Additional Insured or Named Insured


New Member
:wub:Hello all, I am wondering if anyone in the insurance business can help me. I recently started working for an estate planning attorney. When we are funding assets into trusts one of the changes is to transfer their real estate into their trust, before we record the deed for this transfer we request the insurance carrier of their homeowners policy add the trust as additional insured. I cannot get a straight answer from anyone as to what are we expecting to get from this coverage. I used to be an agent in the 80s and 90s and additional insured was a third person liability coverage, so to speak. I do not understand why we would not add the owners as trustees and named insureds. Can someone give me some help on this, I am going round in circles.
Thanks, Violet
I would ask the attorney why he wants it setup this way. A lot (most?) insurance companies won't write a trust as a named insured, since it has no way to verify loss histories or rating factors, i.e., risk.

Listing a trust as an additional insured protects it against physical loss, but leaves the liability coverage for the person who lives in the house (presumably a trustee). This way, if a dog, who is not part of the trust, but lives in the house, bites a visitor, the 'named insured' is covered. If the trust was the named insured, the dog would not belong to the trust, and therefore, would not be covered. (change the scenario as you see fit).

Realistically, in my view, the trust should have a landlord policy, with the person living in the house carring a renters policy. This would provide the best protection, and appropriately establish the relationship of the tenant to the trust. I've never seen one setup this way though.

Here's the definition of additional insured

A person or firm or corporation other than the named insured on a policy or mortgage company named in a mortgagee clause, who is protected against loss by the terms of the policy or mortgage company named in the mortgage clause
Taken from my commercial insurance manual" (has some relevance)

1. If you are designated in the Declerations as :

a. An individual, you and your spouse are insureds, but only with respect to the conduct of a business of which you are the sole owner.

b. A partnership or joint venture, you are an insured. Your members, your partners, and their spouses are also insureds, but only with respect to the conduct of your business.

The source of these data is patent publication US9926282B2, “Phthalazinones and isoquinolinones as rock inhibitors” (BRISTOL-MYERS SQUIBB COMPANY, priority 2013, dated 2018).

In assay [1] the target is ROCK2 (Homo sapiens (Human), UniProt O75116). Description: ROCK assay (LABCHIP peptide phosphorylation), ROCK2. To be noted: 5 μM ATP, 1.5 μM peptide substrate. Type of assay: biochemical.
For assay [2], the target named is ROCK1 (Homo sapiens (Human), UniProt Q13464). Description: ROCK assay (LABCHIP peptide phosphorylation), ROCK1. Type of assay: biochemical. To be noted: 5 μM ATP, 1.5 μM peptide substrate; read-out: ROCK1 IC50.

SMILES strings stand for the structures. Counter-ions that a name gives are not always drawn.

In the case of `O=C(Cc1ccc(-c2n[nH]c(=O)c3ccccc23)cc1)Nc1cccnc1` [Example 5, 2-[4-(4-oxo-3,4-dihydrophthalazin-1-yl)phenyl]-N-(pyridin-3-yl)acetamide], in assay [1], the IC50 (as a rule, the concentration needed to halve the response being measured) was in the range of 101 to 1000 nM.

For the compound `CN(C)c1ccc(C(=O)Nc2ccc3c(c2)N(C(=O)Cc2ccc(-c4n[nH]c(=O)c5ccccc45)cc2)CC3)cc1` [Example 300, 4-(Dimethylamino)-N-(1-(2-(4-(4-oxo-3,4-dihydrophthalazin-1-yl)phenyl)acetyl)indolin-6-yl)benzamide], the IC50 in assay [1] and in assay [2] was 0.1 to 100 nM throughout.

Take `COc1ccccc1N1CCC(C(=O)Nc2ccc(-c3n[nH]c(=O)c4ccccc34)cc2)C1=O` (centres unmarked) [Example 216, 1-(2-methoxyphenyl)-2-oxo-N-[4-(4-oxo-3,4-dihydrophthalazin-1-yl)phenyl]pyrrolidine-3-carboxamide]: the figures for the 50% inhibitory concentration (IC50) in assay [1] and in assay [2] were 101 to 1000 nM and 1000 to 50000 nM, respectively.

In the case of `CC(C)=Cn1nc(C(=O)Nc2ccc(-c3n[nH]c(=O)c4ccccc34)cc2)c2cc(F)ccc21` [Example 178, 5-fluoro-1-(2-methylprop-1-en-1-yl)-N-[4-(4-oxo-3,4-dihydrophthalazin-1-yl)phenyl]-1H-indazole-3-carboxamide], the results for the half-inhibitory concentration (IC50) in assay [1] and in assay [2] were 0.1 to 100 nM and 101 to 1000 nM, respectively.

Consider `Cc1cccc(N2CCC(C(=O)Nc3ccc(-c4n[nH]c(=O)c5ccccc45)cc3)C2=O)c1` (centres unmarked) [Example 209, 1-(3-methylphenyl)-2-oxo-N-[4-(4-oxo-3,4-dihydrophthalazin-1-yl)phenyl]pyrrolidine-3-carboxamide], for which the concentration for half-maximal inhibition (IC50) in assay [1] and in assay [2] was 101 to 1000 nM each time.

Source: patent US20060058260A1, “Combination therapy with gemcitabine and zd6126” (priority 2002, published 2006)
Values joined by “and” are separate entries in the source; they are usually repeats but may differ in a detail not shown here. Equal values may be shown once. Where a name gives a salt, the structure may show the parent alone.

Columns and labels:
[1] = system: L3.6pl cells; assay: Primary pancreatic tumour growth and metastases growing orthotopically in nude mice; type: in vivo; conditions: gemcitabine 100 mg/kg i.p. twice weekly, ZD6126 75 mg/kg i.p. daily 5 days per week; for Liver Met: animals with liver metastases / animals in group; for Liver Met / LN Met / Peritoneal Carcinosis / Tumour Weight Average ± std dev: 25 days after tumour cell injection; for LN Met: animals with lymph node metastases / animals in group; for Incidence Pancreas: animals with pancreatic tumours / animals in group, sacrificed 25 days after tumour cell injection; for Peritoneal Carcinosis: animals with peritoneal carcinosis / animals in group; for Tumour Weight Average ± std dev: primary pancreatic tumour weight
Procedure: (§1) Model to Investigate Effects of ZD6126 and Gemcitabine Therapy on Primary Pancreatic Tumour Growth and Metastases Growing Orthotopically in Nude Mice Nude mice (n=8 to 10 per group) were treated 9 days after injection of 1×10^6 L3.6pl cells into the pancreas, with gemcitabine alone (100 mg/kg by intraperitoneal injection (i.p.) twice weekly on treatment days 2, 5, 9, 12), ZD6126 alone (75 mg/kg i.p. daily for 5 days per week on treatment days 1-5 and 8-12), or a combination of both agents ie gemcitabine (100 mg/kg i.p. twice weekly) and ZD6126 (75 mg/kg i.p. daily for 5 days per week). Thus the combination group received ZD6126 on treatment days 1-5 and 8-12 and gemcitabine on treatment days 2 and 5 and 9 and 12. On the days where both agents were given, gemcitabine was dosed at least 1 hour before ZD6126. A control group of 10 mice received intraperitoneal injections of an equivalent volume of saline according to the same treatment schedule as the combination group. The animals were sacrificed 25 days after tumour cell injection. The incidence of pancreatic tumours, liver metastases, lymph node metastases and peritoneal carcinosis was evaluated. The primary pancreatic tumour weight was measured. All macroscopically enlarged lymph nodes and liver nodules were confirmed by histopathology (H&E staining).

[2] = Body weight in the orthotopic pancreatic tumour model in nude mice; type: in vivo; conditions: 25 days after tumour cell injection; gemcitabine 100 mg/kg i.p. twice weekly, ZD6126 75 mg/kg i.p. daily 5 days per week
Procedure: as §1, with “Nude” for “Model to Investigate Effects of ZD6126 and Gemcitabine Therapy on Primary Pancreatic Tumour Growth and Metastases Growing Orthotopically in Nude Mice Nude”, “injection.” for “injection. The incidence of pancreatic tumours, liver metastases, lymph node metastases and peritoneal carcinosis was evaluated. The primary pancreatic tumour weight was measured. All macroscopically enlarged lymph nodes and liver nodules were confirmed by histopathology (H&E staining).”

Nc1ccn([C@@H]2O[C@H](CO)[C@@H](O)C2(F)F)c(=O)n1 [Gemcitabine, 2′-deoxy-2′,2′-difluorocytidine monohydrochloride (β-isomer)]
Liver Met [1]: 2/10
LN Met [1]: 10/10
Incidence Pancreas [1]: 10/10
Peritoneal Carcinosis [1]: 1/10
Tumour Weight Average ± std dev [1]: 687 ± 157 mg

c. A limited liability company, you are an insured. Your members are also insureds, but only with respect to the conduct of your business. Your managers are insureds, but only with respect to their duties as your managers.

d. An organization other than a partnership, joint venture or limited liability company, you are an insured. Your "executive officers" and directors are insureds, but only with respect to their duties as your officers or directors. Your stockholders are also insureds, but only with respect to their liability as stockholders.

e. A trust, you are an insured. Your trustees are also insureds, but only with respect to their duties as trustees.
In addition to the info above it may also depend on the State that you are in.

I am suprised that was not brought up.

What state are you working in, or that the client is in?
Concerning what to do when the house and/or the automobile is owned in a trust...two good discussions on topic are Jack Hungelmann's article "Risk Management: Protecting Assets When Home Ownership Is Transferred to a Trust" and Phyllis Van Wyhe's article "The Trust and Personal Insurance."

In Indiana (where I reside) IC 32-38-3-1 states:

Trustee considered insured owner; conditions
Sec. 1. The trustee of a trust is considered to be the insured owner under a policy or commitment that insures or proposes to insure an interest in real property that is tansferred to the trust if:
(1) the transferee of the interest in real property is the trustee of the trust, the trust was establisehd by the named isnured owner, and the transferor is the named insured owner;
(2) the named insured owner reserves the right to amend or revoke the trust during the named insured owner's lifetime;
(3) the named insured owner is a natural person; and
(4) the transfer of the itnerest in real property is made by the named insured owener personally or by:
(A) the named insured owner's attorney in fact:
(B) the named insured owner's guardian or other similar person in a guardianship or protective proceeding in which the named insured owener is an incapacitated or a protected person; or
(C) the personal representative of the deceased named insured owner's estate under the terms and conditions of the named insured owner's last will and testament;
even if the named insured owner transfers the interest in real property to the trustee described in this section after the effective date of the policy or commitment.
As addd by P.L95-2007, SEC.19.

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